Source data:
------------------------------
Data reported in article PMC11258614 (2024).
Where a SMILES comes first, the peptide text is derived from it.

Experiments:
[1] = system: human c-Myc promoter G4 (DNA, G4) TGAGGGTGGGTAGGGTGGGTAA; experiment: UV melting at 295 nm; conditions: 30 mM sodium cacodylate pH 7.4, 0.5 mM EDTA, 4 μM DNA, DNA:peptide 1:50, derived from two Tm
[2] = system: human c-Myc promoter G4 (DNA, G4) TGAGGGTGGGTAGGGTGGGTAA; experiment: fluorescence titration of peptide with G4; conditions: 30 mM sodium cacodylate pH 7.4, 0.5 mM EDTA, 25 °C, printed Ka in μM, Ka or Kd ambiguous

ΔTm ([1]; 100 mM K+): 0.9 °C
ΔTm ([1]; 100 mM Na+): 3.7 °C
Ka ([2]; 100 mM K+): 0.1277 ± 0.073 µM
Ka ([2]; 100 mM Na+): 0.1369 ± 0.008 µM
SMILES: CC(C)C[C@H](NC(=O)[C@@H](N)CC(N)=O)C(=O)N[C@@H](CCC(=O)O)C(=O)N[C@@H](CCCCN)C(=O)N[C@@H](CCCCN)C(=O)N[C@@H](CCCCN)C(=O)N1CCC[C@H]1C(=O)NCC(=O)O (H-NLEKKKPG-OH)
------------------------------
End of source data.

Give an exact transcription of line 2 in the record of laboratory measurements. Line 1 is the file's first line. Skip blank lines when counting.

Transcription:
Where a SMILES comes first, the peptide text is derived from it.